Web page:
Previously, in Brockley: 2008 recapped

The time has come to review 2008, just as we did 2007. Before we sat down to write, our recollection of the year was that it was defined by frustrations and setbacks, but while it's true that the tail end of the year brought some bad news, the overall story has been far more positive.

Although it has undoubtedly been a very difficult year for many, Brockley has remained fairly insulated from the extraordinary economic shock waves that followed the collapse of Lehman Brothers and the dramatic scenes that this brought with it, just across the river.

The loss of Moonbow Jakes, James Johnston, Cafe Neu and one or two other businesses has been offset by the arrival of the Broca Food Market, the Deptford Deli, Geddes Salon and others.

None of this 'gentrification' has come at the expense of Brockley's sense of community - the calendar of local events has swelled with the addition of a Fun Run, a Film Club, the Ladywell Christmas Market, the Local Assemblies and even a Ukulele group. The Brockley community gallery did open, although there were many times in the year when it seemed an unlikely prospect - likewise the 2008 MAX.

Several local institutions were restored or saved in 2008, including the Brockley Jack pub and theatre, the Ladywell Tavern and the Rivoli Ballroom.

While much of Brockley Road (and Brockley Cross) remains in wretched (shaming) condition, the gradual improvement of the Crofton Park parade has demonstrated that progress is possible and need not mean the destruction of the area's existing character. It's a model which we hope will one day be applied to the rest of the high street.

The Talbot and the Common were delayed but the East London Line project made steady progress and it cannot come too soon as Brockley's train service is bursting at the seams, just as TfL forecast that it would.

Those overcrowded platforms are a sign of the area's growing vitality and rising profile and they - rather than recession - will be the forces that shape Brockley's future.


The Rivoli got protected status, much to the annoyance of its owners, but we said goodbye to Cafe Neu.


We learned that Meze Mangal was planning a patisserie for 'the summer' - but by December, the Sea Container would remain defiantly in its usual place. The Brockley Common project officially stalled, but it was confirmed that the station will eventually become fully accessible.


Crofton Park got a boost for its rail services. With the Brockley Jack Theatre's future assured, a new Film Club was born. Ladywell residents kicked up a stink over the PFI refurbishment of local council housing stock, which proposed ripping out wooden window frames and putting in plastic ones. It would not be the year's last complaint about this programme...


Brockley hosted its first fun run in Hilly Fields - an event set to grow in 2009. Developers unveiled plans for a new street in Brockley where the St Martin's Yard scaffolding yard currently stands, a project that will provide homes for small businesses as well as people if it goes ahead. The "Tesco effect" led to a new (and very good) Vietnamese restaurant on Lewisham Way. Brockley Central readers had to admit that Lewisham Council had a point when it marked some local trees for death, but there was good news for local flora as Pincott Place got a new park. Meanwhile, Brockley Kate got the keys to the blog.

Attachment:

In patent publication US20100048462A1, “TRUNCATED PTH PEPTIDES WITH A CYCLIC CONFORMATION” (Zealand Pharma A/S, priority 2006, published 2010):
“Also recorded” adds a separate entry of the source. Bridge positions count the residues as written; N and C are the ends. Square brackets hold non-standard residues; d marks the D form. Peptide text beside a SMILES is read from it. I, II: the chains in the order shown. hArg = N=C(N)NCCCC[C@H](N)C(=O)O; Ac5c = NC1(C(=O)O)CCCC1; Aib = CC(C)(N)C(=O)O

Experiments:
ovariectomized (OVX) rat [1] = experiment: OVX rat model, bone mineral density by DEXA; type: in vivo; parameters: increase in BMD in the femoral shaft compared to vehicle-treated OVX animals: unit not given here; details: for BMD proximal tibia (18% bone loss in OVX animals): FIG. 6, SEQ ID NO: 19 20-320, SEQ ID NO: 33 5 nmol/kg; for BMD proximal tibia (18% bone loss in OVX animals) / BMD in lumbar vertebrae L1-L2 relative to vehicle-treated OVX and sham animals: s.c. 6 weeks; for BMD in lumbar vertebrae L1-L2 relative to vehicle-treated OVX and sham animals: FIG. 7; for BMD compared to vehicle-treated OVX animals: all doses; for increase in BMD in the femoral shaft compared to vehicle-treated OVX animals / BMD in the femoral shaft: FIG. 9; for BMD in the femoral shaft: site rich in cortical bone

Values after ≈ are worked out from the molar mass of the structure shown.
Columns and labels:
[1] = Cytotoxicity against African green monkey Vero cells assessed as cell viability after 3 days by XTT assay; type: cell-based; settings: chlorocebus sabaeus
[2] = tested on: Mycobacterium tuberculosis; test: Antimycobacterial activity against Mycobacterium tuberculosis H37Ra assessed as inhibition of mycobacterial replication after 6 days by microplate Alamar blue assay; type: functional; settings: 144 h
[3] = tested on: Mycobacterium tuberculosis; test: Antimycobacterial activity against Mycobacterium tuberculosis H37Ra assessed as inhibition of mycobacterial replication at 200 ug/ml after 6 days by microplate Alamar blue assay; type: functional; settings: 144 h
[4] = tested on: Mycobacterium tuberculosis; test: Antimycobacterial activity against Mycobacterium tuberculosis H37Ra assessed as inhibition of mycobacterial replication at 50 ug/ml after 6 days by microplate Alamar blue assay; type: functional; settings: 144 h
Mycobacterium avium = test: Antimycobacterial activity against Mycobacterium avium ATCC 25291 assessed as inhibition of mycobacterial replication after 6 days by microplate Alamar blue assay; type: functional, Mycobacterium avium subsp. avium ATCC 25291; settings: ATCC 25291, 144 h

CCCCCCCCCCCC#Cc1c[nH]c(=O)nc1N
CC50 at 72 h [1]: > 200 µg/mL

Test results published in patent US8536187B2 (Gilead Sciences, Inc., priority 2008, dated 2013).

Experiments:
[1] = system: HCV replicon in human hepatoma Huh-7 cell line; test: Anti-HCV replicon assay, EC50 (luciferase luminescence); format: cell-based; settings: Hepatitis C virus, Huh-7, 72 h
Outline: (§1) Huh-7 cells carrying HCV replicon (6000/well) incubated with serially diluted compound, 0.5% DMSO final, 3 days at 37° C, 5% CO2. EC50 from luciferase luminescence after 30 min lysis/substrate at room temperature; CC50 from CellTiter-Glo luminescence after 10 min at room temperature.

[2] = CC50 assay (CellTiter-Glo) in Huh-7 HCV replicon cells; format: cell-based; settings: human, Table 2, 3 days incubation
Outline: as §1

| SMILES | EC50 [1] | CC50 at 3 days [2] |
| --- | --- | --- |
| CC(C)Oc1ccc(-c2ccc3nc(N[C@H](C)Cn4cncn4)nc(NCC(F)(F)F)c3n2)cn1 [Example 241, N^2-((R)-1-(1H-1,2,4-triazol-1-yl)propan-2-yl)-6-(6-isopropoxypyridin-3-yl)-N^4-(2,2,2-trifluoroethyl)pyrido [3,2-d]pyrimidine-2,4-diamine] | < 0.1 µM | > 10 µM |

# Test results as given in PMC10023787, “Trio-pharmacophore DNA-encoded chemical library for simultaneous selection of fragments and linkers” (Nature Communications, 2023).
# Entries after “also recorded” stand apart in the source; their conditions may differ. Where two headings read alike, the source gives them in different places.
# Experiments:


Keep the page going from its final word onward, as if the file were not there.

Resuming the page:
Portland Bookmakers won the right to open on Brockley Road, while the Council launched timed refuse collections, which reduced the amount of rubbish stored on our high street.


The Deptford Project opened, The Ladywell Tavern reopened and the Summer Fayre, MAX and Open Studios created a full summer season. Although some were underwhelmed by the design, the new bins outside the post office showed small, low-cost actions by the Council can make a huge difference to our area - it just takes a little thought and care.


Speedicars took down their notorious sign and the big yellow danger signs proved to be as unnecessary and counter-productive as we thought. Gordon Brown paid us a visit, as did Lewisham's Deputy Mayor. Budgens taught Costcutter a lesson and Oscars opened.


An industrial unit in Ashby Mews burned down and the Conservation Area was spared a dubious "healthcare" development, but the United Services Club shut down. Crofton Park was terrorised by one of nature's deadliest predators.


The Mayor approved the Brockley Common project and Ladywell got its own Christmas market. The guys behind the Talbot project confirmed its delay.


The Council promised to do their best to dispose of Brockley Road's railing blight and the London Assembly asked us whether we were squashed. Brockley's growing number of young families prompted a new PowerPramming class.


The Broca shrugged off the credit crunch to open a new food shop in West Brockley but the owners of Dandelion Blue put it up for sale. Trees got another filip.


The community gallery finally opened but Moonbow Jakes announced its imminent closure and pledged to drink the bar dry on its final night (tonight). Brockley and Ladywell Christmas Markets made the most of atrocious weather and the news of a new deli in Deptford and optimism about the Talbot and the 2009 MAX helped to finish the year on a positive note.

So here we are. Predictions for 2009 coming up. In the mean time, we'd love to hear your highlights from 2008.